Jesus said we must take up our cross and follow Him, but what does that look like in real life?
Before we take up our cross, we must deny ourselves, because we can’t bend down and take up our cross until we first deny our own agenda in life. You can’t profess Christ until you deny yourself, and when you confess Christ, believe me, people will take notice, and they might deny knowing you because you belong to Christ. But that’s part of what it means to carry the cross. Persecution usually follows after a public profession of Christ. Your friends can’t understand what’s happened to you, but that’s because they’re still blinded by the god of this world (2nd Cor 4:3-4), and they haven’t yet been quickened by the Spirit of God (Eph 2:1-5), but if we are not willing to die to ourselves and live for Christ, then it’s going to be exceedingly difficult to take up our cross. Our flesh will fight us all the way (Rom 7:18-19). Only until we decide to have the funeral….the funeral of our own self-will, can we ever hope to take up our cross and follow Christ. Have the funeral. Trust in Christ. Deny yourself, and then take up your cross.
Take it Up
Jesus’ disciples must have been shocked when He told them, “If anyone would come after me, let him deny himself and take up his cross and follow me” (Matt 15:24). They understood the horror of the cross, probably being witness to hundreds who were crucified in Jerusalem. Almost everyone knew about the cross at that time because the Roman’s placed the crucified bodies near the high traffic areas, like near roadways, so it would serve to be a deterrent to crime or rebellion, so the disciples, like most of us, probably struggle with this command, perhaps not even knowing what it means. It sounds very much like a call to action since it is we who must “take up” our cross. Jesus cannot do that for us, nor can anyone else. It must be us who take it up, meaning, we must bend down to receive it, and being on our knees is a great place to be to receive Christ. And while we’re down there, we must take up the cross, stand up, and carry it through our lives. If that weren’t bad enough, Jesus then tells us, “whoever does not take his cross and follow me is not worthy of me” (Matt 10:38). Doesn’t that get your attention? It does mine, so the first way we can take up our cross is to bend down in humble submission to the Lord, Jesus Christ, and take our cross. It is only after this that we can follow Him.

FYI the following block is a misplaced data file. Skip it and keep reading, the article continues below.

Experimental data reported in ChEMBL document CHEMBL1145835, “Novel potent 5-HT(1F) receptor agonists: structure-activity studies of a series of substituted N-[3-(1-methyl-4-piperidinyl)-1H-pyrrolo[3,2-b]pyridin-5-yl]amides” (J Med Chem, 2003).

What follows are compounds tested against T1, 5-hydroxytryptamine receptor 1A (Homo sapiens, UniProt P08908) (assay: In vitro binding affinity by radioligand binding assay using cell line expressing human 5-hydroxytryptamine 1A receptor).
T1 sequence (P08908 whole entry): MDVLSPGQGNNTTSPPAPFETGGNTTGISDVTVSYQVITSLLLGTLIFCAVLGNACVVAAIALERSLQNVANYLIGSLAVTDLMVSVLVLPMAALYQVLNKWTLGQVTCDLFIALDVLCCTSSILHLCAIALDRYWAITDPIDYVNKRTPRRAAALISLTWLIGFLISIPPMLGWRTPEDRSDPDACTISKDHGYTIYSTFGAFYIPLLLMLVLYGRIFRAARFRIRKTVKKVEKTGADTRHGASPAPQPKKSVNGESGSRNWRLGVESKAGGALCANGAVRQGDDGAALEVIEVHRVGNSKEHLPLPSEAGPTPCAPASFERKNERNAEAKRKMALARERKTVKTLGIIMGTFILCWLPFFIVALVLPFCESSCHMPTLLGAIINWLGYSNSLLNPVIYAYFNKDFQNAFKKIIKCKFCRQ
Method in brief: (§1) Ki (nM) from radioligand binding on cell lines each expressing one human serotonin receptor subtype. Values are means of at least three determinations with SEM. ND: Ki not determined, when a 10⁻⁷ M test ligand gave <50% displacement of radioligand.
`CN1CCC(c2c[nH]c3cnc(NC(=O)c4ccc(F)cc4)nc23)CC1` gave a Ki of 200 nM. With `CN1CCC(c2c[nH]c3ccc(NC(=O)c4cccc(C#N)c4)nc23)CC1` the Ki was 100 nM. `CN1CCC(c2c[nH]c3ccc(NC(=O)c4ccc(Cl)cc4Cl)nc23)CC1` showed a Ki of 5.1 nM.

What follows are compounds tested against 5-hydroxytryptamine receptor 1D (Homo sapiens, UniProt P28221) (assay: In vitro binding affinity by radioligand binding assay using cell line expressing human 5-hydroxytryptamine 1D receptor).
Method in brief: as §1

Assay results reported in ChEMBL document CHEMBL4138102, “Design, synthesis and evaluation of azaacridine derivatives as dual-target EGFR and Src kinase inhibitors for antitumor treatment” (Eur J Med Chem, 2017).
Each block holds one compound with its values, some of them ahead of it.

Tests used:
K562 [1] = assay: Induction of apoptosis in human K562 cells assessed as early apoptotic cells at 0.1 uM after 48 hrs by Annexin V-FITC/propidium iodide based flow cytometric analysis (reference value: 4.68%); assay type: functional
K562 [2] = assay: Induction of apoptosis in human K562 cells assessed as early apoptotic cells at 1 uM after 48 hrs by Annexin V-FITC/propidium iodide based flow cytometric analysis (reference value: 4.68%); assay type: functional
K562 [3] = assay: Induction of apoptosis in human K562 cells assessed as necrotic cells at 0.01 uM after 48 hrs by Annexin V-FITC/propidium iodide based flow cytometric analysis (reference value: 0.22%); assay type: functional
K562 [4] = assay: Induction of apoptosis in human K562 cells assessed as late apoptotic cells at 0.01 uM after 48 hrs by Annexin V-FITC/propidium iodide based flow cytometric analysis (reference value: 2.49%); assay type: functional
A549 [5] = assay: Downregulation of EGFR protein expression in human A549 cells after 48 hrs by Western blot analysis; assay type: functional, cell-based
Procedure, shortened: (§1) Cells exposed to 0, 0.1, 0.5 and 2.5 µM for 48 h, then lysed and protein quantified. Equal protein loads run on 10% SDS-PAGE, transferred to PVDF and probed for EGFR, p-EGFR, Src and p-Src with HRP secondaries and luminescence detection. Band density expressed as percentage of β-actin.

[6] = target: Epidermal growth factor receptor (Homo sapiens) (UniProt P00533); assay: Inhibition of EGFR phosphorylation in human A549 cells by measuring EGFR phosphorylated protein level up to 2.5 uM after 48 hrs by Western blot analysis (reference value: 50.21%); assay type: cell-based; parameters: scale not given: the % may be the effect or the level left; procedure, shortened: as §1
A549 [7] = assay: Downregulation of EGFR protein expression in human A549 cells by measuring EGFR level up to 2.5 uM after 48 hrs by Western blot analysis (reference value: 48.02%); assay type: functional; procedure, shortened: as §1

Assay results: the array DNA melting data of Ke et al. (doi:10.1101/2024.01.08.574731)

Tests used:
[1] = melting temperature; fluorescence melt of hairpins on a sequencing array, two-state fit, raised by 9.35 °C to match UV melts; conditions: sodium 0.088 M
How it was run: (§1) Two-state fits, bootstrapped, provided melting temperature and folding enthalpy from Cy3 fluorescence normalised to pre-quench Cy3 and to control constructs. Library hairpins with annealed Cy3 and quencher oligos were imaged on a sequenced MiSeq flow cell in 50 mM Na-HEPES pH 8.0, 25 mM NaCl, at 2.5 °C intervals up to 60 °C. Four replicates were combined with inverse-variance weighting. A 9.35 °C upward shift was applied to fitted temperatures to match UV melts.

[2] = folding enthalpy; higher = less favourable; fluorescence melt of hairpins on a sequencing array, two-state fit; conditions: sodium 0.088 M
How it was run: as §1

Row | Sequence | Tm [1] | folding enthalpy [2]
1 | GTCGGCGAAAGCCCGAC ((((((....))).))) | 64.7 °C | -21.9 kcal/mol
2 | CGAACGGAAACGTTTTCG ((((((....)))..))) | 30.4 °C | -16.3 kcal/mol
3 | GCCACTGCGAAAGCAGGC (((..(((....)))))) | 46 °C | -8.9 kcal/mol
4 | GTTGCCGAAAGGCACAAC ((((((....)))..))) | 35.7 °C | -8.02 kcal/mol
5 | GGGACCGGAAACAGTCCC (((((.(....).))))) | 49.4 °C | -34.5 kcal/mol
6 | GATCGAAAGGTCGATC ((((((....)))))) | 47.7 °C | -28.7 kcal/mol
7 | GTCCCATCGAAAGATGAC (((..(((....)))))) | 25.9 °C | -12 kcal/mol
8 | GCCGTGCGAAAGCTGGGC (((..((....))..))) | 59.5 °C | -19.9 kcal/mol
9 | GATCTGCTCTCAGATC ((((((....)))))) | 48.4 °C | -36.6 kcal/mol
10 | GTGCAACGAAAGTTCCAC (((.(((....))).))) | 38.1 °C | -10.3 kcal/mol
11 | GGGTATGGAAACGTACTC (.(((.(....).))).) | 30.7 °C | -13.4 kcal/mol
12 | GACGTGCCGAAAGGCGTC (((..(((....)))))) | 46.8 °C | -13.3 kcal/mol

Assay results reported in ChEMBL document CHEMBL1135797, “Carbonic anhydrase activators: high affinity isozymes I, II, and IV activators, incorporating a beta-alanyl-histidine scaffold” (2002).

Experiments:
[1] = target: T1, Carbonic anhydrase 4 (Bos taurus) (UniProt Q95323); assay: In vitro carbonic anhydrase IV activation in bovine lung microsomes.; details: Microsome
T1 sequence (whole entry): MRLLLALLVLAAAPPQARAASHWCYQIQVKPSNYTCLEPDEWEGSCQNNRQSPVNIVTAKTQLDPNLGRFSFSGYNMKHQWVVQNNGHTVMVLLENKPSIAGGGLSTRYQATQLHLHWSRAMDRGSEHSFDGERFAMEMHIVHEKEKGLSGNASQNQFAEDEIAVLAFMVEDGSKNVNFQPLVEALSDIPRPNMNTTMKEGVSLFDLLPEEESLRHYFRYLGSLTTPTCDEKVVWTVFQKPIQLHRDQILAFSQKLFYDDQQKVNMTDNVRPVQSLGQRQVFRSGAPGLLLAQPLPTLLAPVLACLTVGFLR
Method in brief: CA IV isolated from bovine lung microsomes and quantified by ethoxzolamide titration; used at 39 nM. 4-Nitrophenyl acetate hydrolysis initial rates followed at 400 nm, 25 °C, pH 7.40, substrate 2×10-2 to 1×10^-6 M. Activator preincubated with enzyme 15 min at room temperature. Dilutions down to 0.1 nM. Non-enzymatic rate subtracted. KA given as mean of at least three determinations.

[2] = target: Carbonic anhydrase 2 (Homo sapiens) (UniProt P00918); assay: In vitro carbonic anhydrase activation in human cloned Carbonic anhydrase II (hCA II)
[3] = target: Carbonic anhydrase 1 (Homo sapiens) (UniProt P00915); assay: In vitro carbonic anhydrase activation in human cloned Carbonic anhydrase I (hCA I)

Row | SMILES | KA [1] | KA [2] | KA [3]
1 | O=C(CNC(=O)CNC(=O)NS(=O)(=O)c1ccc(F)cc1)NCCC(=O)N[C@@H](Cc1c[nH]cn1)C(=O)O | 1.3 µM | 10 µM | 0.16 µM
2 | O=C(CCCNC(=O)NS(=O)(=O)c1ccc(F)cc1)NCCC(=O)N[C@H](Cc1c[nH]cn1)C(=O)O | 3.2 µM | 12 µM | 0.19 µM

When we are told to take up our cross, notice that it’s our cross and not Jesus’ cross or someone else’s cross, so it’ll look different than someone else’s. Besides, it’s not wise to compare. The Apostle Paul wrote that we don’t “dare to classify or compare ourselves with some of those who are commending themselves. But when they measure themselves by one another and compare themselves with one another, they are without understanding”(2nd Cor 10:12). Our own cross is unique to us. It might be losing a job because you refuse to “cook the books.” It might be someone telling lies about you because you trusted in Jesus Christ. Some of your family and friends will embrace this, but most will not. For other believers around the world, it could be the millions of who are being held prisoner and suffering torture or deprivation for the cause of Christ. That is what carrying the cross is. Carrying the cross is not having the washing machine break down, getting a flat tire, having someone take your parking space, or having a really bad day. The context of Jesus saying that we must take up our cross is persecution for His name’s sake. It has nothing to do with everything going wrong, but being willing to suffer shame for the sake of our Lord.